Miami, FLA (PRWEB) April 10, 2014
As students prepare for the big end of year exam, it’s important to reflect what goes into a grade. In the past several years of controversial grading issues in Florida, one Miami school stands out as a tremendous success story – Downtown Miami Charter School (DMCS). Although situated in a town where visitors may rub elbows with the rich and famous, the school is populated with a much more humble population. Many of the children who attend DMCS are below the poverty level. In fact, 90 percent of the students receive free or reduced lunch. In many schools, that means these children will perform below their peers who have a higher income level. Not so at Downtown Miami Charter School. The school has maintained an “A” for the past two years despite 55 percent of schools dropping a letter grade last year. Based on this year’s data, DMCS is on track for another “A”. The school is outperforming many of its counterparts locally, is in the top 15 of Dade County schools for math gains for the lowest 25 percent (90 points in 2012-2013 compared to state requirement of 50 points) and in the top 50 schools state-wide. DMCS was in the top 25 Dade county schools for math gains (and top 75 state-wide), with 85 points.
How do they do it? While many make excuses, the staff and families at DMCS decided not to buy into the failure mentality and instead took a different approach. Some of the school’s initiatives that impacted an increase in achievement gains were: mandatory extended day for students who were predicted to be below grade level, Saturday School, parents limiting television and video game viewing and instead, increasing academic practice into their home routines. Teachers focused on implementing high yield instructional strategies and involving parents more by increased parent conferences. In addition, they intensified rigor and accountability by teaching more explicitly: using more note taking, summarizing strategies and providing consistent feedback to students on their individual progress. All students are accountable for daily participation and rewards and consequences are provided consistently through the school’s implementation of the Scholar Success Program. Students focused on reading, completing increased homework and practice outside of school and participated in the Charter Schools USA Reading Challenge where they earned rewards for reaching their outside reading targets. DMCS also implemented the STRIVE 65 Character Education Program and the Youth Crime Watch-Anti-Bullying Campaign through bi-monthly developmental guidance lessons. Additionally, students who had behavioral concerns were provided with additional counseling programs. To increase parent and community involvement, the school implemented the Watch D.O.G.S. (Dads of Great Students) to increase a positive male presence and influence within the school.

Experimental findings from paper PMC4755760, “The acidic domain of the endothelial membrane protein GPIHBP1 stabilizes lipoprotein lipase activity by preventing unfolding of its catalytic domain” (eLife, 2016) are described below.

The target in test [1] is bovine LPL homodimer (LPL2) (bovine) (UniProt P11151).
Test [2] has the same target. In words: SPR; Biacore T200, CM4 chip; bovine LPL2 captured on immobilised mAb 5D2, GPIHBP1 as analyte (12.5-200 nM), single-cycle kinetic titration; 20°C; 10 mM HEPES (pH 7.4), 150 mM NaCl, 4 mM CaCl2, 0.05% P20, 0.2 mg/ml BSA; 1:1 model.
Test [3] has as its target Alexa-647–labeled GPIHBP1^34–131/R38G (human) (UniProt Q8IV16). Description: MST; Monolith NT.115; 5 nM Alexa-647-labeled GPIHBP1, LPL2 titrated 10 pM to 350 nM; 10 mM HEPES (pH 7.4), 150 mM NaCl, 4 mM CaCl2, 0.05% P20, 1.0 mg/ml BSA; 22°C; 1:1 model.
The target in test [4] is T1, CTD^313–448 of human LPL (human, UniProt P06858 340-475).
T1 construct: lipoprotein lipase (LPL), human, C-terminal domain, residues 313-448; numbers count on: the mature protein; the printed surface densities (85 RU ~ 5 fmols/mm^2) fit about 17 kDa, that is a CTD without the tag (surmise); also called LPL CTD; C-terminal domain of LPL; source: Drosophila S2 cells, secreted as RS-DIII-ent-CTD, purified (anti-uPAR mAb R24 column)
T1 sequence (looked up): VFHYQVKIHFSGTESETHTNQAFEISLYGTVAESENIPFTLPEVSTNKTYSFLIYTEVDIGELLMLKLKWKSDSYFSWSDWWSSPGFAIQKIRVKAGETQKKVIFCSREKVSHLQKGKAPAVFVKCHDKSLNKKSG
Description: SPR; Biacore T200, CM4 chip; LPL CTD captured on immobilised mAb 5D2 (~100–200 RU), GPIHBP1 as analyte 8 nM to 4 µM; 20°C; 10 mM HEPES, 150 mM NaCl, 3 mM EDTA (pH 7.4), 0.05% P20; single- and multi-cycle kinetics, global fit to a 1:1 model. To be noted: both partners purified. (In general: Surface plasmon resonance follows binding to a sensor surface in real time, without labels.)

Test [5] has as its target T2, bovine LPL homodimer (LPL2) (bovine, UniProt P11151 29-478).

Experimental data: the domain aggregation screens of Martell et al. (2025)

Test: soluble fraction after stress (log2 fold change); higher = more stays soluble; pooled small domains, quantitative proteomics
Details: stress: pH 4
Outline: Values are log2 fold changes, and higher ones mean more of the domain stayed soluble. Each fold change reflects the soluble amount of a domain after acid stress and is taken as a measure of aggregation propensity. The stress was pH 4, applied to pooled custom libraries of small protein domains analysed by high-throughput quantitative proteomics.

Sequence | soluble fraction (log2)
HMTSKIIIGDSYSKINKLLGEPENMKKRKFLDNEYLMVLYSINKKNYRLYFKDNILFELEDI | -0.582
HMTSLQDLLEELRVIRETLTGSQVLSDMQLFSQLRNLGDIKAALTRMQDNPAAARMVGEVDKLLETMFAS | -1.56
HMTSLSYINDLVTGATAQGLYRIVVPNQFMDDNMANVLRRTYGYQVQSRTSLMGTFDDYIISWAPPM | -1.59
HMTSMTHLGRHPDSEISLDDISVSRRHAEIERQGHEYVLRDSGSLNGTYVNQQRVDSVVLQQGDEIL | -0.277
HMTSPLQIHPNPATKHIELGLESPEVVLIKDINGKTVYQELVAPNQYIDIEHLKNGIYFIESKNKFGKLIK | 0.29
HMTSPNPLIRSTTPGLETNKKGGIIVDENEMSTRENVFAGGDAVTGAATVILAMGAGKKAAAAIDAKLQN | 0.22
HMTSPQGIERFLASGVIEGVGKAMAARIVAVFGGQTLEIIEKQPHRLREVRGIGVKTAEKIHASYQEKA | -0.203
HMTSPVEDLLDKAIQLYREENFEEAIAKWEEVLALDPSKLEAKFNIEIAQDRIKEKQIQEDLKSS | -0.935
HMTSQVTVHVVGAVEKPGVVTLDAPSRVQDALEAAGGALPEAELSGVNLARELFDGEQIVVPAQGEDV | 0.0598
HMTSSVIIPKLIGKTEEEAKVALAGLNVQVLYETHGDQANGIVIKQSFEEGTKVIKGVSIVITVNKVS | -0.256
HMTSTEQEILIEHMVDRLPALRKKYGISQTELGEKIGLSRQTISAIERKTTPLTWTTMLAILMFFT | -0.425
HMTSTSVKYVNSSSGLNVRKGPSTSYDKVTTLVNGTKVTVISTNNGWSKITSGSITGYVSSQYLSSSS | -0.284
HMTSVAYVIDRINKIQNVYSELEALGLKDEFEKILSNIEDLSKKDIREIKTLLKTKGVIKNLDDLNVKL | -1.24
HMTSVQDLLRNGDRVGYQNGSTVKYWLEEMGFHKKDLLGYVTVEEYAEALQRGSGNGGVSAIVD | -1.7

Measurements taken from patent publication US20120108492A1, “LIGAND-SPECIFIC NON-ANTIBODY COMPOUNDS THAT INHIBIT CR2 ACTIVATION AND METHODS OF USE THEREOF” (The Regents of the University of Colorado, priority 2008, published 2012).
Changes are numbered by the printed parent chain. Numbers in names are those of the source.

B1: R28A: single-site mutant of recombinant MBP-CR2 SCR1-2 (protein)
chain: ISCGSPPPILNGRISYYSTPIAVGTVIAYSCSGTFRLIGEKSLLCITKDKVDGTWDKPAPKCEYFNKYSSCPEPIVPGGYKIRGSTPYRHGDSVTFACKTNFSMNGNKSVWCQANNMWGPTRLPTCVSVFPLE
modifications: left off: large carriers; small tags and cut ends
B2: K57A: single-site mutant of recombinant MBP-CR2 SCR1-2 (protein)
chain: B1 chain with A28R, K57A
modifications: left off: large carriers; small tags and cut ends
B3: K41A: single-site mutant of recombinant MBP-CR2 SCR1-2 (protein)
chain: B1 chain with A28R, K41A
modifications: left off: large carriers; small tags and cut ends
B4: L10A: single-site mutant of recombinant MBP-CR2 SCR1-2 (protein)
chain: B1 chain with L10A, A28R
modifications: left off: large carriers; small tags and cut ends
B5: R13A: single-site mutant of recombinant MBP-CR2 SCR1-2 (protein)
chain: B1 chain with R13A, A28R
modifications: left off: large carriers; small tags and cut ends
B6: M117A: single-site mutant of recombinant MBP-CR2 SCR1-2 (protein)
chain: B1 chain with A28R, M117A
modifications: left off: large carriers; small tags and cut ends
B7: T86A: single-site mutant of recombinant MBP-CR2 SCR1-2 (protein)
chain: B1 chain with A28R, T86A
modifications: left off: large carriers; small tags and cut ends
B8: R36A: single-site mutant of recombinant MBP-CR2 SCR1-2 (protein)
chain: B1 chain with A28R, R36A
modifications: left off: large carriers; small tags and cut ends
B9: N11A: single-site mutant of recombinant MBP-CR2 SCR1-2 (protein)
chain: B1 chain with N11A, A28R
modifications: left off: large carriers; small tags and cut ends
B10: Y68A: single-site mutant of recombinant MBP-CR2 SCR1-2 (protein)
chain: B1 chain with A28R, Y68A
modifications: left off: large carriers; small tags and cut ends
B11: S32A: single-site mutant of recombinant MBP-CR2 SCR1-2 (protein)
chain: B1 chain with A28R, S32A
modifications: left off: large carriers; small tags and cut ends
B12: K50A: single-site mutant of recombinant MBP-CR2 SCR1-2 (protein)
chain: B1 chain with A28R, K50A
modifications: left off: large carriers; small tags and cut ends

Clearly, over the past two years, the “A” grades have spoken for themselves. This year, benchmark tests are showing even more amazing results. In comparison to the entire Charter Schools USA network of schools:
The school has adopted a culture of excellence. From a humble beginning in 2004, when the school grade was an “F” and the morale was not very good, the 2013 parent survey paints a very different picture. In the survey, 100 percent of parents expressed agreement with the following statements:
Schools in high-risk areas where economic conditions are poor and community environments are challenging do not automatically translate to poor performance and failure. The lessons learned through the years at DMCS are that an absolute commitment from teachers, students and parents can produce a high level of success for students. In this case, education truly is the great equalizer that allows students an opportunity to recognize their abilities and build on their achievements to make a better life for themselves.
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Media Contact: Colleen Reynolds, APR – 239-849-6400 – public relations counsel for Downtown Miami Charter School